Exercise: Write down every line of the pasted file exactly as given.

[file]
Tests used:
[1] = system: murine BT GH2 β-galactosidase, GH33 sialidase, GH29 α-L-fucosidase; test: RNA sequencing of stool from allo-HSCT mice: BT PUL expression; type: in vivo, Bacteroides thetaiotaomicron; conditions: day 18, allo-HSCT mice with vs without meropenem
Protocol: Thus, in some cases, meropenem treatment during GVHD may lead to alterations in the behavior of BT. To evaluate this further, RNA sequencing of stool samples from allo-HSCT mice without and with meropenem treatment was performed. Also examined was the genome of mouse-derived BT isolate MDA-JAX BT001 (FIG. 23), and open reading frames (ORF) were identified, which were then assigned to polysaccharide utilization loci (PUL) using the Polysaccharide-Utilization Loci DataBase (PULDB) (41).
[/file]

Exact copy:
Tests used:
[1] = system: murine BT GH2 β-galactosidase, GH33 sialidase, GH29 α-L-fucosidase; test: RNA sequencing of stool from allo-HSCT mice: BT PUL expression; type: in vivo, Bacteroides thetaiotaomicron; conditions: day 18, allo-HSCT mice with vs without meropenem
Protocol: Thus, in some cases, meropenem treatment during GVHD may lead to alterations in the behavior of BT. To evaluate this further, RNA sequencing of stool samples from allo-HSCT mice without and with meropenem treatment was performed. Also examined was the genome of mouse-derived BT isolate MDA-JAX BT001 (FIG. 23), and open reading frames (ORF) were identified, which were then assigned to polysaccharide utilization loci (PUL) using the Polysaccharide-Utilization Loci DataBase (PULDB) (41).